“I once read that the end of a relationship is like being involved in a road traffic accident. Which is quite fitting really, given what happened.”

After seven years, Lizzie wonders whether she’s truly happy with her long-term boyfriend. When one wrong step and a chance meeting set off an unexpected chain of events, her life begins to unravel. In the same day that she meets Martin, an attractive lifeguard, her old friend Catherine re-appears. But is Martin really all he seems? And what is the secret that Catherine is hiding? As Lizzie struggles to confront the ghosts of her past, can she survive the shocking twist that will change the course of her future?

Swimming Upstream is a life-affirming and often humorous story about a young woman’s pursuit of happiness. It is also a story of female friendship, love, and divided loyalties – and the moral choices that we find ourselves making when the chips are down.

“Gripping, pacey…I truly enjoyed Swimming Upstream. This is thinking women’s chick lit!” – Catherine Amey, author.

the busy bibliophile

Thanks so much for stopping by, Ruth. You have a great attitude about reviews, I wish more authors felt the way you do. And you’re right about the Holocaust – I don’t think it will ever truly be forgotten, but I can see it becoming more “distant history” as the last survivors pass. I’m glad The Diary of Anne Frank remains on so many reading lists.

Also, does anyone else suddenly feel the need to search Ruth’s twitter feed? Or is that just me?

If you’d like more information about Ruth, or her debut novel, check out the links below:

Website | Facebook | Twitter | Goodreads | Amazon | Barnes & Noble

the busy bibliophile

The giveaway has ended.

Class of 2013 YA Superlative Blogfest: Elements of Fiction

ya superlatives
 

I’m so excited to take part in this sure-to-be-fun event! Organized by Katy Upperman, Jessica Love, Alison Miller and Tracey Neithercott, it’s a chance for everyone to talk up the 2013 books we really loved. Each day will be a different “subject” with lots of categories (over 40!) to fill in. So get ready to meet some new bloggers and add a ton of books to your tbr list! (The book covers below will either link to my review or, if I haven’t posted one yet, their Goodreads page.)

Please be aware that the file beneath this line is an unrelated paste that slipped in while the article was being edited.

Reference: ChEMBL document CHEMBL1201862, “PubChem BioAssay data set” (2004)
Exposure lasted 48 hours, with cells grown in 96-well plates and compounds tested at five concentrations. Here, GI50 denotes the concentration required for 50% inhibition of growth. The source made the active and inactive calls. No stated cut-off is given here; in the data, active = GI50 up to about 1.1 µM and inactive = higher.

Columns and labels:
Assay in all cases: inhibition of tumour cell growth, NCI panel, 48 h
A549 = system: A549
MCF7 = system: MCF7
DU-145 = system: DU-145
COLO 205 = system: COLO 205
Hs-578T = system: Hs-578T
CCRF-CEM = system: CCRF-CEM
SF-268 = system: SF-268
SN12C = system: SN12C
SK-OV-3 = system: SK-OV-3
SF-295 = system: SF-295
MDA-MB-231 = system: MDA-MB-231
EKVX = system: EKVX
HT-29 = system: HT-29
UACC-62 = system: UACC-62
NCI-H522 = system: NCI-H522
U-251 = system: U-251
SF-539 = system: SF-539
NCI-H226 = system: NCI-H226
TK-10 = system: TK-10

Elements of Fiction

Most Formidable World (Tie)

Most Formidable World (Tie)

Loveliest
Prose

Best Performance in a Supporting Role: Drew

 

Wanderlust-Inducing

 

Most Dynamic Main Character: Alessandro

Most Jaw-Dropping Ending

Best Use
of Theme

Most Envy-Inducing Plot (The plot you wish you’d thought of yourself.)

 

Class of 2013 YA Superlative Blogfest: Popularity Contest

 

I’m so excited to take part in this sure-to-be-fun event! Organized by Katy Upperman, Jessica Love, Alison Miller and Tracey Neithercott, it’s a chance for everyone to talk up the 2013 books we really loved. Each day will be a different “subject” with lots of categories (over 40!) to fill in. So get ready to meet some new bloggers and add a ton of books to your tbr list! (The book covers below lead to my reviews or, if I haven’t posted them yet, the book’s Goodreads page.)

 

Popularity Contest

Mostly Likely to
Start a Riot:

Phoenix

Biggest Flirt:
Drew

Fashion King:
Dante

Girl You’d Most Want For Your BFF:
Liz

Most Likely to Become President:
Charlie

Villain You
Love to Hate:

Jackal

Favorite Parental Figure:
Lucy’s dads

Coolest Nerd:
Matt

Class Clown:
Sabin

Boy You Wish You’d Dated in High School: Matt

Quirkiest Character: Alyssa

Top Ten New-To-Me Authors I Read In 2013

Top Ten Tuesday is a weekly meme hosted by The Broke and the Bookish. Today I’m showing the Top Ten New-To-Me Authors I Read In 2013.  In no particular order, they are (the pictures lead to my reviews, or their Goodreads pages):

Richelle Mead

Ruthie Knox

Suzanne Young

Tracey Garvis Graves

Lisa Desrochers

Kelsey Sutton

Maggie Stiefvater

Teri Terry

Victoria Scott

Susanah Cahalan

I found a lot of great new authors this year, and had a hard time narrowing down my choices to just ten! I’d love to find even more new-to-me authors to read in 2014, so leave a comment with your link so I can add to my tbr list. Have a great Tuesday!

Class of 2013 YA Superlative Blogfest: Head of the Class

 

I’m so excited to take part in this sure-to-be-fun event! Organized by Katy Upperman, Jessica Love, Alison Miller and Tracey Neithercott, it’s a chance for everyone to talk up the 2013 books we really loved. Each day will be a different “subject” with lots of categories (over 40!) to fill in. So get ready to meet some new bloggers and add a ton of books to your tbr list! (The pictures will lead to the book’s review or, if I haven’t posted it yet, its’ Goodreads page.)

 

Head of the Class

Favorite
Contemporary

Favorite
Fantasy

Favorite
Science Fiction

Favorite Action/Adventure

Favorite
Paranormal

Favorite
Romance

Favorite
Dystopian

Favorite
Family Drama

Favorite
Genre Bender

 

Don’t forget to check out the other participants (use the links above)!